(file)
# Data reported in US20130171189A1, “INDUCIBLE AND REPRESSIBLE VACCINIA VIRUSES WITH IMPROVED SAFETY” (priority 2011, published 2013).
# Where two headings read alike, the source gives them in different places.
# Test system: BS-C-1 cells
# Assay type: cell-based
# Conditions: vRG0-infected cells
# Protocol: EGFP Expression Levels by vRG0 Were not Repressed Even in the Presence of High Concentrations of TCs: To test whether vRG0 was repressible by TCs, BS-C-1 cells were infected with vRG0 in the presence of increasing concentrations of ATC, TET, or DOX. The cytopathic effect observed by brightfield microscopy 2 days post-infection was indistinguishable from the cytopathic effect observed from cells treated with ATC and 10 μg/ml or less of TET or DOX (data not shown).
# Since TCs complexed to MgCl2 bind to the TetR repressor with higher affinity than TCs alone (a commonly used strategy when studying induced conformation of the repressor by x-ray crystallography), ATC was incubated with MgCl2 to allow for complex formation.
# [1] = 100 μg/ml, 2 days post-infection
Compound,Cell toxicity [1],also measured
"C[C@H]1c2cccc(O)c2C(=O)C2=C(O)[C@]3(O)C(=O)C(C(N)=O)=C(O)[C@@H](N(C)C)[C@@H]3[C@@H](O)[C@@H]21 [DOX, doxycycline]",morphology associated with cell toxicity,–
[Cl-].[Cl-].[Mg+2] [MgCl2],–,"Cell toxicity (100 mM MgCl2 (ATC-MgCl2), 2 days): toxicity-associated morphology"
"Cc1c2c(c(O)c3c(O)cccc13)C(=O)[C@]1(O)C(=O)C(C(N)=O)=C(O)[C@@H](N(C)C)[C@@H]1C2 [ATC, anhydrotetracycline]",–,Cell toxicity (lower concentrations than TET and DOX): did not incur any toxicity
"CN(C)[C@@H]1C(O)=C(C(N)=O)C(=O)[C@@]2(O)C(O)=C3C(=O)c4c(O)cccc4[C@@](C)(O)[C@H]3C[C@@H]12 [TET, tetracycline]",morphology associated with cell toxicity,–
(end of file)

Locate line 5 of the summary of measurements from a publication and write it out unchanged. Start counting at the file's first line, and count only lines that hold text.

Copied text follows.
# Conditions: vRG0-infected cells